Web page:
The EU budget is set in a seven year financial framework by the European Commission. This year a new framework was implemented, which stays in place until 2020. For 2014 the overall budget is set at around €142 Billion, which is slightly below the 2013 budget. From next year own the budget is going to increase again up to about 167 Billion Euro in 2020.
Financing of the EU Budget
The EU Budget is funded by the member states of European Union and over 90% of the money is transferred back to them. The rest is used to cover the running costs of the EU institutions.
There are basically three sources of funding for the EU. The largest source of income is a contribution by each member state, which is based on each country’s GNI1. For Ireland this contribution was about €978 Million in 2012. Secondly, the EU receives shares from each states value added tax (The Irish contribution being €191 Million in 2012). The third major component of income are traditional own resources, for example import duties on goods from outside the EU (Ireland: €204 Million in 2012). The member states are allowed to keep a part (25%) of the traditional own resources received to cover for administration costs. Additional money is received from fines on companies breaching European Competition Law, etc.
Ireland is a net recipient of European funds and this will remain the case throughout the current financial plan until 2020. In 2012 Ireland contributed €1.24 Billion to the EU Budget and €2.01 Billion of EU funds were spent on projects in Ireland. The graph2 below shows the net spending (spending on a country minus its contribution to the EU budget) for each member state in 2012. Ireland is at the medium range, with a net benefit of €777 Million, which is about 0.5% of Irish GNI.
Spending of EU Money
The 2014-2020 financial framework puts great emphasis on growth as well as solidarity and cooperation with the European Union. It is worth noting that the EU budget and the country budgets serve different purposes. While individual country budgets focus on issue such social welfare, health and education, the EU Budget is mostly focused on investment spending intended to come with positive spillover effects to other regions so as to benefit the EU as a whole. In 2012 Ireland’s public expenditure budget was at €69 Billion, which is about 51% of Ireland’s GNI. In contrast to this the EU Budget represented only about 1% of the member countries’ GNI.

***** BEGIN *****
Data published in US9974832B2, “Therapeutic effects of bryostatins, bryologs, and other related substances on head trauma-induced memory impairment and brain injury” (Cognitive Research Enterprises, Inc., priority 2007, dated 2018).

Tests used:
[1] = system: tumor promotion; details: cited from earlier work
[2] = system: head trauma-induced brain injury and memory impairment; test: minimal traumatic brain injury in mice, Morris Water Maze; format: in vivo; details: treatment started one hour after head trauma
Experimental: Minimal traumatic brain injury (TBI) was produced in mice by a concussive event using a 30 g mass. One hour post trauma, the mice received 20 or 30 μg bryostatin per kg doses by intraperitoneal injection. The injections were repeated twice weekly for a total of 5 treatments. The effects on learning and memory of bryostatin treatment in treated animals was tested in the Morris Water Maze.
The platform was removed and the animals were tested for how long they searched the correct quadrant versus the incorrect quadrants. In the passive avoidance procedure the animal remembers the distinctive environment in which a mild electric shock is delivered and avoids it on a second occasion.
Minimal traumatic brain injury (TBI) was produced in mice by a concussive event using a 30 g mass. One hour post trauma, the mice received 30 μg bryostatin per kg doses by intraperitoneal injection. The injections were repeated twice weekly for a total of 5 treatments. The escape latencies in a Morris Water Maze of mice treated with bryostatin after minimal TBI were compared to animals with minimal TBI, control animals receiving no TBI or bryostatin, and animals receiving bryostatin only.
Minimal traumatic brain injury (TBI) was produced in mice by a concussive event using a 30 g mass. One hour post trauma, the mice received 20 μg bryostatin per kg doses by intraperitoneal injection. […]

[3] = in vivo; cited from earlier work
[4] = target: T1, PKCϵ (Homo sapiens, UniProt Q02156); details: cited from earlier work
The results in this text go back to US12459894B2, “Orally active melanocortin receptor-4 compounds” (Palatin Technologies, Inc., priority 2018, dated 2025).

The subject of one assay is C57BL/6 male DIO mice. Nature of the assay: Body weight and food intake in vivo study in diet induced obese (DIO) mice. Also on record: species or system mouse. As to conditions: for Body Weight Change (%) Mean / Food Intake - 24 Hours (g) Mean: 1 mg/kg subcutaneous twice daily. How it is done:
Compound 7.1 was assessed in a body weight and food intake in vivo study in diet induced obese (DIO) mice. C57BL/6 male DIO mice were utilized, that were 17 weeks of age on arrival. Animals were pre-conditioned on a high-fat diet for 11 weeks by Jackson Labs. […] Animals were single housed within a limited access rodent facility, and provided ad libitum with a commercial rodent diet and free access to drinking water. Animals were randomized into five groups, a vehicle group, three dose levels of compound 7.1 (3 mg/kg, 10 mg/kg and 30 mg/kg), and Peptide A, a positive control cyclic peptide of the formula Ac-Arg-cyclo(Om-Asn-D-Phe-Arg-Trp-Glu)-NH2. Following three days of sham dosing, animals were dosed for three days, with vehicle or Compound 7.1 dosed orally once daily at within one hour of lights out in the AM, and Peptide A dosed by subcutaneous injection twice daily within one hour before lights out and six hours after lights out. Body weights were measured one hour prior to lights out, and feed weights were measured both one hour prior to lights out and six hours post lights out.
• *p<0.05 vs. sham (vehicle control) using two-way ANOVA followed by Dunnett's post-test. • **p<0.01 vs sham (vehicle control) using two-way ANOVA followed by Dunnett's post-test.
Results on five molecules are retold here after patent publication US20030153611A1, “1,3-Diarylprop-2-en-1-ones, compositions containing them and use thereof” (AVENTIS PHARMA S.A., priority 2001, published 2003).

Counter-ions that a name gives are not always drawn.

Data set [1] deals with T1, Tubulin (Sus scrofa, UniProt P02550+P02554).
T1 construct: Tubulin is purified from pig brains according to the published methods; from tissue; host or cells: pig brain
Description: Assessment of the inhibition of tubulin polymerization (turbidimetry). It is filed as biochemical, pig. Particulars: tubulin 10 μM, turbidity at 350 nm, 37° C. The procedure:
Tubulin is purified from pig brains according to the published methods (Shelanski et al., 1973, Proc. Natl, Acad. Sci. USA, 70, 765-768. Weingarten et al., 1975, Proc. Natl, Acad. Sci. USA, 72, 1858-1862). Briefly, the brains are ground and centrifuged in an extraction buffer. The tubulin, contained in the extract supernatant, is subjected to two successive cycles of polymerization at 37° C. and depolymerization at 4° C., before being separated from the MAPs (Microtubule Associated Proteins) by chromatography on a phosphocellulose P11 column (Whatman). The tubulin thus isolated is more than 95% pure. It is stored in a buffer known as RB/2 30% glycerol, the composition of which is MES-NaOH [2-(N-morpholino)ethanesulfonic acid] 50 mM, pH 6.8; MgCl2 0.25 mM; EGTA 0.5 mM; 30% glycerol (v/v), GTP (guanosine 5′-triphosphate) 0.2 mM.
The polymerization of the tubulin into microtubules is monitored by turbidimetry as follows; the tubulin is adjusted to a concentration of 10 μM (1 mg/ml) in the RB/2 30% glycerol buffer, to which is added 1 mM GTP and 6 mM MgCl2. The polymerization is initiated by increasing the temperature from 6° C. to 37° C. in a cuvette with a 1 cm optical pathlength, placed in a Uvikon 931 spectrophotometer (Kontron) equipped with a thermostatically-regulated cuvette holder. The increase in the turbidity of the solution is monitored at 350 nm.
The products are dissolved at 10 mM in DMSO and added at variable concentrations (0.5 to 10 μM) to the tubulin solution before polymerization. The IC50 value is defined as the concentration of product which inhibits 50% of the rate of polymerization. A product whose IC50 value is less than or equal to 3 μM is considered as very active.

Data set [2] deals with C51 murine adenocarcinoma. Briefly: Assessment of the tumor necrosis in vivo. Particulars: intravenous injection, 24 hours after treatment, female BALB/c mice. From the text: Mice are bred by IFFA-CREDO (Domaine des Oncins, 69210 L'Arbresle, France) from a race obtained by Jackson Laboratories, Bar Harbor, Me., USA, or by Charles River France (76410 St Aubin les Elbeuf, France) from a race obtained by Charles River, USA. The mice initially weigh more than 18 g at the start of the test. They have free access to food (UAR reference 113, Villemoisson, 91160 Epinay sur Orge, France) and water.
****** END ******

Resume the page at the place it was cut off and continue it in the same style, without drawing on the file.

The largest part of the EU Budget is allocated for projects concerning sustainable growth and natural resources, where most of the money is spent on projects in the agricultural sector. Other big areas are investments in economic growth and advancement of less developed regions in Europe.
EU Spending in Ireland
For the case of Ireland most of EU funds go to projects in agriculture (82%). This includes on the one hand investment in farms, securing of high quality food supply and protection of the environment, but additionally development of rural areas in Ireland. One example for this is a project aimed at computer training in rural areas of Ireland.
The other large parts of EU funds Ireland receives are allocated to Research & Development and overall economic growth (9%). This includes investments in schools and universities in addition to a wide range of projects targeting job creation, competitiveness and sustainable development. A famous example of EU funding in research is the ERASMUS programme, which supports European students studying abroad. In the school year 2011-12 the average amount received by Irish Erasmus students was at about €240 per month.
1 The gross national income (GNI) is the sum of value added by all resident producers plus any product taxes (less subsidies) not included in the valuation of output plus net receipts of primary income (compensation of employees and property income) from abroad (World Bank Definition).
2 Note: Belgium and Luxembourg receive large inflows to maintain the large EU institutions in their countries. These expenditures (Belgium: 4.63 Billion Euro, Luxembourg: 1.33 Billion Euro) are disregarded in this chart.